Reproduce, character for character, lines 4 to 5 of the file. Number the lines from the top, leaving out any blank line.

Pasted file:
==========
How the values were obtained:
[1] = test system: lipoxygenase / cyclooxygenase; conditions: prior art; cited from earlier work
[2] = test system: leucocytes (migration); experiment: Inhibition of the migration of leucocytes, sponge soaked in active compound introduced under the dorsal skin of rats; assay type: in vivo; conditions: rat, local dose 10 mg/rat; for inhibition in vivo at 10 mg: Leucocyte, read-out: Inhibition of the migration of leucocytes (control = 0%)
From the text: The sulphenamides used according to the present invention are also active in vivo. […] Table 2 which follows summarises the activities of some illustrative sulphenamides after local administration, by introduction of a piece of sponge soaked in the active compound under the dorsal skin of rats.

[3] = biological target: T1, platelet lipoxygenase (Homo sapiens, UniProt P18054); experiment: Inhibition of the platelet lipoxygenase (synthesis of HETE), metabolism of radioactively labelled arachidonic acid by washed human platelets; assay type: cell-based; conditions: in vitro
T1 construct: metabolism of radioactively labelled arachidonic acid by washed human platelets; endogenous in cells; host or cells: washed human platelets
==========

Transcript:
From the text: The sulphenamides used according to the present invention are also active in vivo. […] Table 2 which follows summarises the activities of some illustrative sulphenamides after local administration, by introduction of a piece of sponge soaked in the active compound under the dorsal skin of rats.

[3] = biological target: T1, platelet lipoxygenase (Homo sapiens, UniProt P18054); experiment: Inhibition of the platelet lipoxygenase (synthesis of HETE), metabolism of radioactively labelled arachidonic acid by washed human platelets; assay type: cell-based; conditions: in vitro